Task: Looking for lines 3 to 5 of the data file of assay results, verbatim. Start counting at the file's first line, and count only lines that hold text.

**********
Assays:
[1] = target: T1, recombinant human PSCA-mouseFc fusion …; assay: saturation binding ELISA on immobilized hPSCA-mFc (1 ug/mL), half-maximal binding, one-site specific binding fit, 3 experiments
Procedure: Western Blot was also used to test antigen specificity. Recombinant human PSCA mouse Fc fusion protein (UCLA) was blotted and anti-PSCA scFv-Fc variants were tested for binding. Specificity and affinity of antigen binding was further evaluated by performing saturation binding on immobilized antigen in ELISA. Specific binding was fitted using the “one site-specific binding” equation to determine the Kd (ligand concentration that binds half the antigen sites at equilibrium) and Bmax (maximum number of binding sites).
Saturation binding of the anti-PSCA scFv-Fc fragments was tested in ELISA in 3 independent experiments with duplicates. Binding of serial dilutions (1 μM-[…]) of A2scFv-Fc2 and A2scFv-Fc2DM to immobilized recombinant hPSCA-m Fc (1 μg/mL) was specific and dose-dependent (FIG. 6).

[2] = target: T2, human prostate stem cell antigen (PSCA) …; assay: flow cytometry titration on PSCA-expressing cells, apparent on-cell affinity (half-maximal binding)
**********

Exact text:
Procedure: Western Blot was also used to test antigen specificity. Recombinant human PSCA mouse Fc fusion protein (UCLA) was blotted and anti-PSCA scFv-Fc variants were tested for binding. Specificity and affinity of antigen binding was further evaluated by performing saturation binding on immobilized antigen in ELISA. Specific binding was fitted using the “one site-specific binding” equation to determine the Kd (ligand concentration that binds half the antigen sites at equilibrium) and Bmax (maximum number of binding sites).
Saturation binding of the anti-PSCA scFv-Fc fragments was tested in ELISA in 3 independent experiments with duplicates. Binding of serial dilutions (1 μM-[…]) of A2scFv-Fc2 and A2scFv-Fc2DM to immobilized recombinant hPSCA-m Fc (1 μg/mL) was specific and dose-dependent (FIG. 6).

[2] = target: T2, human prostate stem cell antigen (PSCA) …; assay: flow cytometry titration on PSCA-expressing cells, apparent on-cell affinity (half-maximal binding)